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I am a new first time pond owner, I subscribed to PB magazine this week and I just registered on this forum.

My pond is brand new, just completed about 3 weeks ago in SE Ohio (Gallia County). The pond was created in a wooded valley in front of a location we cleared to build a house in 2 years. The pond is ~6/10 of an acre(~150' wide at the dam x ~170 feet long) and 18' deep at the dam backing up into shallower fingers on the far end. It has some nice character to it. The pond is very well built and in a heavy clay area with a very high clay content used to line the pond and to build the dam. I am confident with this aspect of the project so far.

We have not had much rain but it is fed by a couple of springs and there was about 3' of water in it last weekend when I was there. I have started to add structure and plan to go back Memorial weekend to complete that work from information I found on this forum. I have read that heavy clay content can cause muddy/ cloudy water, I hope the springs will help clear the water.

My starting questions are:

How much water should be in the pond before I stock it with fish? Do I need to wait until it is full of water or wait for it to "settle out" before adding fish?

Marlows Fish Hatchery is about an hour from my land, if anyone has any feedback on this hatchery and using them as my source of fish I would appreciate it.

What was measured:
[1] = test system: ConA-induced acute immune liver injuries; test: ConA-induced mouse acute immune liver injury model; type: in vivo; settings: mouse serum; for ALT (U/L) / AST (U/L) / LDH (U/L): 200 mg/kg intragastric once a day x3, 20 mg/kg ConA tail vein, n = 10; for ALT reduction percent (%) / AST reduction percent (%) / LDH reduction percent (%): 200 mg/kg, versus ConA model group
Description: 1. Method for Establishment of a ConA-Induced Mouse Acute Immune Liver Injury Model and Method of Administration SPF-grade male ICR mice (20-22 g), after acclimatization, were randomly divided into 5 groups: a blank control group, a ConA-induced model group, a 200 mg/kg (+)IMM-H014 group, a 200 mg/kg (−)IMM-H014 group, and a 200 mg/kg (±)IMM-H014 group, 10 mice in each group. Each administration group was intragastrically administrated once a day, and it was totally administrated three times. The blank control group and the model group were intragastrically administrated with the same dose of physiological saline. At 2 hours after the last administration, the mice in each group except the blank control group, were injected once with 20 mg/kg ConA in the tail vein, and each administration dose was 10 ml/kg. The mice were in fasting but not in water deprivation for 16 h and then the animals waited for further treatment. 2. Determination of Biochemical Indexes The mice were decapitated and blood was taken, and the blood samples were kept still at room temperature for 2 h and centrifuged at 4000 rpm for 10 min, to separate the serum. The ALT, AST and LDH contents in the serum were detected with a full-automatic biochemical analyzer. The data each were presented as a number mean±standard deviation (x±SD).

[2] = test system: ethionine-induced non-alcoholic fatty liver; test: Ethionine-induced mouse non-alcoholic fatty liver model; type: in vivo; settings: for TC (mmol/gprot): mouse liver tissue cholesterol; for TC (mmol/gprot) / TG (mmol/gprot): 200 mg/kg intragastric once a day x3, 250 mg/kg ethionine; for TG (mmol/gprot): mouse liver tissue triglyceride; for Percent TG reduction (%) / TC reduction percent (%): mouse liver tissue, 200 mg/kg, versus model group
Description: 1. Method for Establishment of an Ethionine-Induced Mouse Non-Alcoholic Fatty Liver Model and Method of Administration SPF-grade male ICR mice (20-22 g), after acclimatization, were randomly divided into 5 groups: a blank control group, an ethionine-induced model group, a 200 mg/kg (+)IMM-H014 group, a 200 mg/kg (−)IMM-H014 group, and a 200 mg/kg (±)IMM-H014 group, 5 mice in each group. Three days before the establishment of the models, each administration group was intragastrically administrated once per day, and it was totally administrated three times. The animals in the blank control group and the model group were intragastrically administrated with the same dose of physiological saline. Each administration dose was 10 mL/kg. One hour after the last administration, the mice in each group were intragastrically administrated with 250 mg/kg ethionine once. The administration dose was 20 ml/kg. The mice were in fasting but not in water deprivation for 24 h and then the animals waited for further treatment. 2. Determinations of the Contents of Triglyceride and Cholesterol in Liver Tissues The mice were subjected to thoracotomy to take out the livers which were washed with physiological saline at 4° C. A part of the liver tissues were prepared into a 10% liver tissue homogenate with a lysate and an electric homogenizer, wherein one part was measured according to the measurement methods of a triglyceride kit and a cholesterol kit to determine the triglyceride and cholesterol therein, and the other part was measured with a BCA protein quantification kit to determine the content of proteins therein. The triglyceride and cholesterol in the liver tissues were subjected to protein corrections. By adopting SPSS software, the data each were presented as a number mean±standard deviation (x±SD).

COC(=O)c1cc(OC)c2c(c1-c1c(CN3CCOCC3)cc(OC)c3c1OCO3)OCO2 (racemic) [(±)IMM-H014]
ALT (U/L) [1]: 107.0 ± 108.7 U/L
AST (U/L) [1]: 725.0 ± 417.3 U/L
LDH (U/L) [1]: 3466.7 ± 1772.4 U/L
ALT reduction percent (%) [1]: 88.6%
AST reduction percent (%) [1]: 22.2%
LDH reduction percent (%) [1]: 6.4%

Their recommendation (from the web site) for first stocking of a 1/2 acre pond in SE Ohio is:

1/2 acre pond
50 LM Bass
250 Bluegill
50 Channel Catfish
50 Red ear
10 lb. Minnows

From what I have read on this forum, this seems to be a reasonable starting point, comments on this recommendation or modifications to it would be appreciated also.

I will have more questions once I get advice on this first set of questions for my new pond.

Thanks, Chris




Last edited by Chris SE Ohio; 05/08/10 06:29 PM.

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First off Chris... Welcome to the forum!

Stocking numbers are all about your goals. What do you want from this pond? Most people with ponds in that size range tend to focus on growing larger sunfish(bluegills, redears) as opposed to bass. Growing large bass in a 0.6 acre pond generally means there aren't many bass, they're hard as heck to catch which leads to a lot of hours of not catching fish. However, focusing on growing large sunfish means lots of 8"-12" hungry bass and many nice sized sunfish. A very reasonable goal for a pond your size... As far as channel cats go, research them on here but I think you will find, most guys wish they didn't stock them to begin with or wished they had stocked a lot less of them. I would only stock them if you really want them and then only the number you will eat annually...

Oh yeah, stocking some fatheads now can't hurt... I'd wait til the pond is at least half full before stocking anything else. As far as when to stock different fish, let's see what your goals are first...

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First and foremost I want a pond for general enjoyment, visually attractive and to provide an enhanced environment for all wildlife in the area. I would like very much to be able to fish the pond and catch a variety of healthy fish. I am not looking for trophy class fish, just fish that are healthy, fun to catch and allow us to have a meal of fish from time to time over the years. I would like to have bass and sunfish but I am not dead set on having catfish, I thought they were a normal part of a healthy pond, appears from your comments that they are not "required" for a healthy pond.